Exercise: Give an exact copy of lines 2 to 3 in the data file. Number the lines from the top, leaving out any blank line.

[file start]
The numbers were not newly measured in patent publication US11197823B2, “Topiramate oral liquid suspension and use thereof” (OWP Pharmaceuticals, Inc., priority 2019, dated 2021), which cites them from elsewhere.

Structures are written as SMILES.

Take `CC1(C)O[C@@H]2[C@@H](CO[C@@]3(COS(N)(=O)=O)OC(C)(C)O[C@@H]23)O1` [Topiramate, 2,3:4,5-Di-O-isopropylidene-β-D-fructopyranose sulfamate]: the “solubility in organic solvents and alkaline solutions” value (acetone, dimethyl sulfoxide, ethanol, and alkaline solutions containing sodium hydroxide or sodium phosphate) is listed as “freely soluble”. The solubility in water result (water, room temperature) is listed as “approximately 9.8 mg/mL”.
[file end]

Structures are written as SMILES.

Take `CC1(C)O[C@@H]2[C@@H](CO[C@@]3(COS(N)(=O)=O)OC(C)(C)O[C@@H]23)O1` [Topiramate, 2,3:4,5-Di-O-isopropylidene-β-D-fructopyranose sulfamate]: the “solubility in organic solvents and alkaline solutions” value (acetone, dimethyl sulfoxide, ethanol, and alkaline solutions containing sodium hydroxide or sodium phosphate) is listed as “freely soluble”. The solubility in water result (water, room temperature) is listed as “approximately 9.8 mg/mL”.